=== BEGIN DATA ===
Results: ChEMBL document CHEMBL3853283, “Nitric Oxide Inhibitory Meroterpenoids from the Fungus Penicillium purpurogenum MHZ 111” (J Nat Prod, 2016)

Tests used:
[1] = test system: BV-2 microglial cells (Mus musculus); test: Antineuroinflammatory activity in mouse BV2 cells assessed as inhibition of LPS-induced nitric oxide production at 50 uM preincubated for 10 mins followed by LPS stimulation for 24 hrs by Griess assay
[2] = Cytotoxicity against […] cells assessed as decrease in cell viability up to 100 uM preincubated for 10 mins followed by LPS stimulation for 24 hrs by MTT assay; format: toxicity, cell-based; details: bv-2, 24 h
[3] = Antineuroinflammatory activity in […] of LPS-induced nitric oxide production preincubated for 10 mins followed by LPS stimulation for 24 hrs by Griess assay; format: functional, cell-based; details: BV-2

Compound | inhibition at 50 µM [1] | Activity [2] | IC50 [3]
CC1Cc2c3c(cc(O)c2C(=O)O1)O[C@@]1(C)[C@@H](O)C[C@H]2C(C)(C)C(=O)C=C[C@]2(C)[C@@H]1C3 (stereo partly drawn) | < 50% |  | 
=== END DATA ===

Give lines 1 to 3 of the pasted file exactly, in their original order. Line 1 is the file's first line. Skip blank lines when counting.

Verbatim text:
Results: ChEMBL document CHEMBL3853283, “Nitric Oxide Inhibitory Meroterpenoids from the Fungus Penicillium purpurogenum MHZ 111” (J Nat Prod, 2016)

Tests used:
[1] = test system: BV-2 microglial cells (Mus musculus); test: Antineuroinflammatory activity in mouse BV2 cells assessed as inhibition of LPS-induced nitric oxide production at 50 uM preincubated for 10 mins followed by LPS stimulation for 24 hrs by Griess assay